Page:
The Buddhist Roots of Chan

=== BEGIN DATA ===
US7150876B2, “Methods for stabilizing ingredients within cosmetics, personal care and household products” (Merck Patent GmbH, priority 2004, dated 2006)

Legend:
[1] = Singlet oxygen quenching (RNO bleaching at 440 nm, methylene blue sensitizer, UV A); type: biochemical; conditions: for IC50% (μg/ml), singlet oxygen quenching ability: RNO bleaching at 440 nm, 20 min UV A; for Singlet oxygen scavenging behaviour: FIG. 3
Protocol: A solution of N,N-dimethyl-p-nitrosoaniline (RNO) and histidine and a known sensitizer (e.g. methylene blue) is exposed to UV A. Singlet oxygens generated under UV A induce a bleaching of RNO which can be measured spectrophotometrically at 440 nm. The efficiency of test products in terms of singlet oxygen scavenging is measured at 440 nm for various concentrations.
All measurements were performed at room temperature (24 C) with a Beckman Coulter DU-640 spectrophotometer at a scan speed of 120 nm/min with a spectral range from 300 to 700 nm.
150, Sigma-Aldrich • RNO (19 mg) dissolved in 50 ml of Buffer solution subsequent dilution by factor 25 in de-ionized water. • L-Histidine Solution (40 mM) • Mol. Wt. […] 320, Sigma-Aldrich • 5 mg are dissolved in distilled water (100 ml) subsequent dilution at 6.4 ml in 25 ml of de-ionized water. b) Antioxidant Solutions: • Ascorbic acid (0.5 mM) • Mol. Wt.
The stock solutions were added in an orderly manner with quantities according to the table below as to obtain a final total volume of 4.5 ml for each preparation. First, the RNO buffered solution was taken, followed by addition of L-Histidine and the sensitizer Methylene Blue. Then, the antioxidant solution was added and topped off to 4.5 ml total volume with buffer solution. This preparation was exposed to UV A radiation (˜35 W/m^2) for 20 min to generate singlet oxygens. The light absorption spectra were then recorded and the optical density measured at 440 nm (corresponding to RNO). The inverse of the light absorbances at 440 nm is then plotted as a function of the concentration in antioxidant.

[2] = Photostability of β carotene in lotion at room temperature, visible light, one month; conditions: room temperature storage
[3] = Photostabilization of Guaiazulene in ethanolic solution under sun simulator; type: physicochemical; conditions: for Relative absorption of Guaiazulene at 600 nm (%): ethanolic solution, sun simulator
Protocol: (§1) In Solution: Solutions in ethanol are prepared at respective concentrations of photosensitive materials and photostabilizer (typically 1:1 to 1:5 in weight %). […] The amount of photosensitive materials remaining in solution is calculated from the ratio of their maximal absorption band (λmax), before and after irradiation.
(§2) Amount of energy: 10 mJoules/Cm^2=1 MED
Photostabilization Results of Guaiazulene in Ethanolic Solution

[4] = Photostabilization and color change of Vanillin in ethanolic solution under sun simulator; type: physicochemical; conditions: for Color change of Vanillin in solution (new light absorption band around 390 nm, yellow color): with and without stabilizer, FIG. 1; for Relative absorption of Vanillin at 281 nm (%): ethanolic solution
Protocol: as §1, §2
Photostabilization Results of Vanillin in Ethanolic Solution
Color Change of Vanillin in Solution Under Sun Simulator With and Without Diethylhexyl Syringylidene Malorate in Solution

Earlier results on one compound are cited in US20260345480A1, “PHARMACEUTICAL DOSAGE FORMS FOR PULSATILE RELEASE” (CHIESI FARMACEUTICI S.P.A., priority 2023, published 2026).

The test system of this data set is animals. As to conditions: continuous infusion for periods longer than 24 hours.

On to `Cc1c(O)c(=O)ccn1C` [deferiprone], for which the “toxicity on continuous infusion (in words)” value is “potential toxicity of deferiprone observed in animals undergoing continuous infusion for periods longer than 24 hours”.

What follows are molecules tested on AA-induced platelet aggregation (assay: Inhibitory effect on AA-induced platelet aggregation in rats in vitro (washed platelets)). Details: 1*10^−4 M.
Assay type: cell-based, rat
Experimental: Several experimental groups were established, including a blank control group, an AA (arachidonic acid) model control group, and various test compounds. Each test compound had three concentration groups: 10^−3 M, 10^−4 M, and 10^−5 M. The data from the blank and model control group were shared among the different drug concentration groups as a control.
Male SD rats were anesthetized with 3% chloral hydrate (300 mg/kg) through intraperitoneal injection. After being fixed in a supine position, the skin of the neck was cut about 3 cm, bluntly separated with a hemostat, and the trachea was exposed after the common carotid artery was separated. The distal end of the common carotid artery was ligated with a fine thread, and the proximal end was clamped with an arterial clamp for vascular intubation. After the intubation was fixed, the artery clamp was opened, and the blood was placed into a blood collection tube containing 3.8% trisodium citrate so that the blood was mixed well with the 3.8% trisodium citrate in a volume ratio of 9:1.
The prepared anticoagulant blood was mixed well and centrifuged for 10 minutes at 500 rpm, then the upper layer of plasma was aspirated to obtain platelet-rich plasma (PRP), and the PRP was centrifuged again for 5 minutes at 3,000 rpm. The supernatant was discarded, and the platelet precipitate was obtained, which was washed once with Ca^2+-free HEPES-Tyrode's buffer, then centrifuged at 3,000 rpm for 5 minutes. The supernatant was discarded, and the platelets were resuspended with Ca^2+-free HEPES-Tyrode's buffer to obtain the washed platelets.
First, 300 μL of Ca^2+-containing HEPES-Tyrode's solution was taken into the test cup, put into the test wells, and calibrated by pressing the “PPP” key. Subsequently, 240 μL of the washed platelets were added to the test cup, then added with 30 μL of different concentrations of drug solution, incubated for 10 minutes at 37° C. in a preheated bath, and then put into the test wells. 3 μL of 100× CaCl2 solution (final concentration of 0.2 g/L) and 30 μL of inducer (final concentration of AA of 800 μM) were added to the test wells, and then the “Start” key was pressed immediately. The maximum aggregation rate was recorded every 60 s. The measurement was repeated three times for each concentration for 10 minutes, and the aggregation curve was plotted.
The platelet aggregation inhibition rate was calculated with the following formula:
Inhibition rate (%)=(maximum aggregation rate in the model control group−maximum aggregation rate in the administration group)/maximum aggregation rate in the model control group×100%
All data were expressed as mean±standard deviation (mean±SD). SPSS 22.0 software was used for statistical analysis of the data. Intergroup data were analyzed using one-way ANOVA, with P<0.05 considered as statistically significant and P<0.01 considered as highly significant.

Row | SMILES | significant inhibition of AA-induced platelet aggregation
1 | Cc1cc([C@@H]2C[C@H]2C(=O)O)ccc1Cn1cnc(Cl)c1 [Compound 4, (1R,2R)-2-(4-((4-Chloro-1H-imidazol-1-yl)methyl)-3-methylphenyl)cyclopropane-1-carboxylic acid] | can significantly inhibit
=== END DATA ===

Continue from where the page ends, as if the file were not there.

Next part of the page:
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<ul><li><p>8/6/2019 The Buddhist Roots of Chan</p><p> 1/63</p><p>&amp;f\V\ ~v0dlA ~Yhqek t V \\ ,( vr:' t A O u \ L\ A V \ ' N ' of \:0\tJA\~ ~ ( sC ;</p><p>c ; / o C ) .</p><p>CHAPTER 1The Buddhist Roots of Chan</p><p>Buddhism originated in northern India some 2,500 years ago as aresponse to the suffering inherent in the human condition. Beginningin his own lifetime, the teachings of Siddhartha Gautama-the Bud-dha, or "Awakened One" -were quickly spread throughout India,and, over a period of fiveor six centuries, they were carried across theentire continent of Asia. With the rise of transoceanic commerce andpolitics from the seventeenth century onward, Buddhist teachings andpractices spread into Africa, Europe, and the Americas and now exer-cise a truly global reach.Unlike the other major world religions, Buddhism is Iilotorganizedaround a universally shared core textJi!</p></li><li><p>8/6/2019 The Buddhist Roots of Chan</p><p> 2/63</p><p>8 CHAN BUDDHISM</p><p>between the meaningful and complex life stories ofboth persons andpeoples. In the case of Buddhism and especially the Chinese develop-ment of Chan, this interweaving and eventual interpenetration of his-tories has been particularly complex and deep.</p><p>T he In dia n B irth o f B u dd hist T ho ug ht a nd P ra cticeIn the sixth century H.C.E., the subcontinent of India was in the midstof a cultural and intellectual tidal shift. Between eight hundred and athousand years earlier, nomadic Aryan peoples from Central Asiahadcrossed the Khyber Pass to settle on the Ganges plain. For reasons thatremain unclear, the powerful urban centers that had characterized theindigenous Harappan culture from the middle of the third millenniumB.C.E. had for the most part already been abandoned. Aided by theadvent of iron tools and weaponry, large agricultural communitieswere gradually consolidated under Aryan rule, and there developedthe distinctive social, political, economic, and religious institutions</p><p>e./\" '\'" that would dominate the life of the subcontinent for centuries there-IJ .1). , i ( after. By the sixth century, however, the pressures resulting from'..\.' r.,~.l.". .expanding political states, increasing urban development, and the riseIv ~ l\ v,l;\ v ' c . .. of a monetary economy were opening deep fissures in the authority of</p><p>the dominant aristocratic and religious elites. In particular, criticismbegan circulating of the beliefs and ritual practices derived from thecollection of Indo-Aryan religious hymns known as t I</p></li><li><p>8/6/2019 The Buddhist Roots of Chan</p><p> 3/63</p><p>thus immaterial godhead or divine force. Instead, they insisted thatn~ su~ves :_he~eath of the body.thar good and evil are humanconstructs,_anathat reality isessentially and thoroughly material. Likemany present-day scientists, such proponents of materialism gener-ally argued that real l iberat ion was not some imagined release fromthe world, but the power of making and acting on choices in it. Themost extreme of these advocated indulgLng sense desires withoutrestraint or restriction in a hedonistic celebration of individual free-dom, with no thought of future l ives and consequences that would infact never come.Arrayed between these extremes Werevarious traditions more con-</p><p>cerned with fin~~_ t l 1 ~ _or:ect_pr~ctice for realizing moksha ratherth~~~solute doctrin:~ a~~,t&gt;,"reality." Most often~-thes;;;-ups</p><p>1, advocated the immediate rejection of family life, material comforts, familia] andcommunal duties, caste identification, and the concerted'. / cti f thI :)1:;'hv/ pra lee 0 one or ano er form of ascet ic self-discipline and lor con-</p><p>a ;: S~?1'(..: : '~ t~~plati~n. Through a process of literal abstraction, many such tra-Uditions aimed to cut the pract it ioner ,f reeof all but the most tenuous</p><p>th_read~of connection with worldly life and experience~freedomfrom VIrtually any cause of perceived bondage. Other traditions, likethose that found fullest expression in the epic philosophical drama ofthe Bhagavad-Gita , were more explicitly conservative and advocatedunion or yoga simply through doing one's own duty, without regardto conseq~ences and the appearance of ri.~htand wrong.-:--It was I.nto a world of such complexlyfco_m~tIn[ vi</p></li><li><p>8/6/2019 The Buddhist Roots of Chan</p><p> 4/63</p><p>12 CHAN BUDDHISM</p><p>together illan altern~:tive, monastic community organized to promotefI:\'ft 'li\I"'--\\~-i~t:nsifiedpr~ctioe. For those who diose to rema_iIlliouseliolders~(dN\)01Io\Vllf\~l:aKing,m some ways, the steeper approach to the Middle Way-he</p><p>provided guidelLnes for revising the meaning of their social relation-I_\- . ._~ A ships in ways conducive to the realization of full liberation from. suf-</p><p>f , \ " \ e v V 1 ~ : V - - feri Th' hasi al d_ -\ ( enng. IS emp asis on mUhl._ypport an the relevance of rela-\NI /, '\ V " / I V ! ' hi al i f -1' h --U . hOE_~_It'~'tO:_:_l~~on 0 en Ig tenment would later be central to the</p><p>.; 1 ) c : : . t tt:\ - freely admitting women and the members of the lowest castes into hisr l) U communi ty, he not only denied the significance of elite status, he</p><p>et - ttl/' f J r ; ; , r denied the significance of any essential status whatsoever. What trulymattered were not one's "state of affairs" or "identity," but the direc-tion and_q_ll~i1:j'ofone' s_attentiOIillillcl50nduct..-P~~haps no less radical was the Buddha's insistence that his ownspeech patterns and language not be considered crucial elements in</p><p>the spread of his teachings, or Dharma. Urging his students to uselocal patterns of speech and local.dialects in spreading the Dharma,the Buddha made it clear that &amp;.~~tlearning and intellectual sophisti-cation were not necessary for liberatio~O~~~did not ~eed the ability</p><p>!. to readsacredtexts, the talentforI1~citing and understanding convo-'/ ' .]luted doctrmes, or the means and institutional authority to performIi complex rituals, Neither did one need to be able to enter into winningdebate with the advocates of the hundreds of views on "ultimate truth"that were then current in India. One needed only to keenly attend!tohow things have come to be, just asthey are. This alone was needed tosee the way of fully and meaningfully resolving suffering.</p><p>The Buddha's Root teachingsAccording, to the Buddha, the first step in liberation-the firs t s tep onthe Middle Path of Buddhist practice-is to come fully to rest and</p><p>' &gt; &lt; ! f . . realize that s ome th in g i sw r o n g h e re .It may be that you are in the midst of the breakup of a love rela-</p><p>The Buddhist Roots of Chan 13tionship. A family member or friend might recently have passed away.Or it may be that you are worried about an upcoming interview orexam, dizzy with hunger after missing your last meal, or simply wornout to the verge of exhaustion by the demands of parenthood.Whether it is a matter of dreams evaporating before our eyes, effortsgoing unrewarded, or a shock wave of terrorism breaking altogethertoo close to home, right now, thL~g_s~ar~_g2in_gwry.Hearing this, there is a! compclsion to object. Having just eaten, youfeelfull and content. Having just received a long sought after raise or</p><p>succeeded in catching the eye of an attractive classmate or coworker,"something iswrong here" doesn't ring quite true. There is no doubtthat love relationships often fail and dissolve into spells of deepdepression and sharp self-doubt. But what could be more right ~anthe feeling of falling inlove?What could be more joyous than the birthofa first child or the moment of a dream come finally true? What wasthe Buddha's point?</p><p>'['HE FOUR NOBLE TRUTHSAshe traveled from village to village and from town to town, the Bud-dha was often asked what he taught and how itdiffered from the teach--ings of other homeless ascetics and contemplatives as well as fro~those given by local brahmin interpreters of the Vedas and Upam-shad's. Most often, he would reply that his Dharma, or teaching, wasvery simple, consisting of only fOUIsimple truths that he would invitehis audience to consider:</p><p>1. All this is duhkha ("troubled" or "suffering").2. There isa pattern inhow duhkha arises.3. There is a pattern in how duhkha is resolved.4. There isan Eightfold Path for turning duhkha towardmeaningful resolution.</p><p>Like many of the first translators to render Buddhist texts intoWestern languages, many of those who heard these Four Noble Truthswould dismiss the first truth as a statement of unlimited and finallyuseless pessimism: "everything is suffering," But the first noble truthactually makes no such universal claim. The Buddha said, "All this is</p></li><li><p>8/6/2019 The Buddhist Roots of Chan</p><p> 5/63</p><p>14 CHAN BUDDHISMtroubled or suffering." Hewouh] agree that wecan eat a chicken salador a hamburger and get rid of our hunger pains-at least for severa lhours: But aside from the fact that this "solution" isnot a last ing one,there IS the problem of perspective. Is eating a hamburger a trouble-free solution to the problem of hunger in our present situation as awhole?For example, how must this "solution" appear to chickens and</p><p>cows? How are Central American peasants affected bythe beef indus-~'s.forced. c~nversion of subsistence farmland to grazing-a cruciallmk in servxmg fast food cravings? The f irs t noble truth invi tes us tor_esista.:tin.~~~ifU~~.~~~Fe~:es in_p~erspectiv~do not r~ill~atter.They do. The fact that I m okay" does not necessarily entail that"you're okay." Realizing that all !! ri~:-our si tuat ion as a whole-is~o~ble9 or suffering. in~?_!vesH~peni~gour;elve;~e~t_9_~~;g._that,c ; : : = ? nght now, from some present perspective, thing~_ar~."!!Q._t_S2Pgell.. The second noble truth suggests that i fwelook closely enough, we</p><p>~Isco~er that there is a pat tern in things going wrong and that we aremvar~ably at least part of the reason whrwe are led by our usual per-spec~ve on the s~ffer ing and trouble all about us to see their originsaslymg well outside of us. Suffering and trouble are caused by others,or b y fate, or byjust plain bad luck. The second noble truth insists onour seeing things otherwise.v"Unlike pain, duhkha does not arise because of any single cause but</p><p>through a network of situation~specific, interdep~l1.dent conditions.Consider two chi ldren racing across a playground. The boy is a stepbehind the gir l and reaches out to catch hold ofher shir t, She loses herbalance and goes down in a rol ling tangle. Sit ting up, her knees andelbo~s sc~aped.and bleeding, she cries. One can explain the pain she~eelsm stnctly linear, causal terms. Her limbs hit the ground at aveloc-ity great enough that the impact tears the skin. Nerve endings in the~rea s~nd si~n.als to the brain announcing this violation of bodilyintegrity ..ThIS IS experienced aspain. With some antibiotic gel, a fewba~dages, and a warm hug, the pain can be eased enough for her tosmile and go on playing.But what if the boy is her best friend? As she stares at the blood</p><p>welling up out of her scraped knees, the girl suffers from much morethan bodily damage. She iswondering how he could have cheated just</p><p>The Buddhist Roots of Chan 15to wi n a playground race. Best f riends are not supposed to do that.Days, months, even years later, she will be affected by this betrayal ofbasic trust. The relationship, perhaps, will never be the same.In this example, the girl's suffering arises not only through the</p><p>impact of her l imbs on hard ground. Itarises depending, as well, oncertain values regarding friendship and what it can and cannotinclude. It depends on her personal history and how sh e interprets herfr iend's act of catching. hold of her shirt and causing her to fall .Per-haps he was only trying to s lowher down, not pul l her down. Or per-haps hewas trying to make a point to her: "You have been making thehighest test scores in math because you cheat , and cheat ing alwayshurts someone." Suffering arises, in other words, through a complex Iset of conditions thaiincll!d_e_e~gy_oj&gt;~e~ed "facts"butalso broadly ~/\...shared cultural vcJ~es, personal histories, a~;idiVidual_belief~!bout I ~j""wh~t things can and cannot mean. .- Suffermgisffius not a s - e a s y - f o t reat as s imple pain. Dealing with</p><p>suffering requires unders tanding exact ly what kind of cul tural andpersonal impasse has been reached, what "normal" expectations havebeen violated, and which par ts of the s ituation are taken to be nego-t iable and which are not . When a chi ld dies inearly infancy, the trag-edy "naturally" seems much greater than when a grandparent dies.This isnot because there isany objective dif ference in the process ofdying or because there isany good time for death to occur. Tj1~illffer-r '</p><p>r r .enc~ is,.~!_~~!!~'!p',u!.!!:!:ral.When an older person passes awaywemay (" ~-~"1 '0fi~dite;SiertoaecePtbecausewebelieve.th :y . h~velivedafull. life. :her~._~. t t _ "" ~death of an infant seems premature-a VIOlatIOnof the way things J \ f+~(~should be. But we could just as well think that the death of an older (/ l t v . , y - , . . _ I. . d I' hi h I I c? ' d (_( " -person leaves behind many more severe re atI~nS_lps, a muc (..fI. l"d. '~r{.greater emotional vacuum than does the death of an mfant. In cultures \ Jwhere being human is considered an achievement, and persons are .understood as irreducibly ~elational in~ature, a miscarr iage may 110t ~-~~~warrant either soul-searching or suffe r ing, For a woman who con- .ceived a child in a short-lived, extramarital affair, a miscarriage mayeven be experienced with a sad measure of relief.from this, Buddhism does not conclude that suffering is not t ruly</p><p>real. It isreal. But like al l things, suffering arises conditionally a~partof a ~!!ern of interdep~ndence in~hi~h- ;;(and our perspe~ves, )</p></li><li><p>8/6/2019 The Buddhist Roots of Chan</p><p> 6/63</p><p>16 CHAN BUDDHISMalways play ~part . In explaining the second noble truth, the Buddhaoftenmad~~s~ of a heuristic or learning device called the twelvefoldchain of interdependent origination, The origin of suffering, he said,can be seen as a wheel-like constellation of interconnected conditionsincluding ignorance, habit formations, consciousness, name and form,the six sense organs, sensory contacts, feelings, cravings, and attach-ments. That is, suffering cannot be dissociated fr0IJl_Ratterns in what</p><p>I w: ignore, fromy'att~Ts in how "'!,eLIlteract,l,nd froJ!l!our . s ense ofself-identity. At the core of all our troubled and troubling situationsareourbeliefs about who weare and who weare not. Underlying theseare more or lessconscious senses of what should and should not hap-</p><p>I pen, our particular wants or desires, and the limits these project forwhat we are responsible for and!what we are not.</p><p>In summarizing a_llhis, the Buddha.often remarked that the rootof al l our suffering is the conceit t h "I am~the arrogance of think-ing that weare essentially independentbeings and not intimately con-nected with and a part of all things. "Is and is-not," he said, "are thetwin barbs on which al l humankind is impaled." The aiTogance ofindependence and the degradation of dependence are two si'd;~~~fthe,samecoiii There isnever one without the oth~r. Insistingonour inde-pendent existence o...</p></li></ul>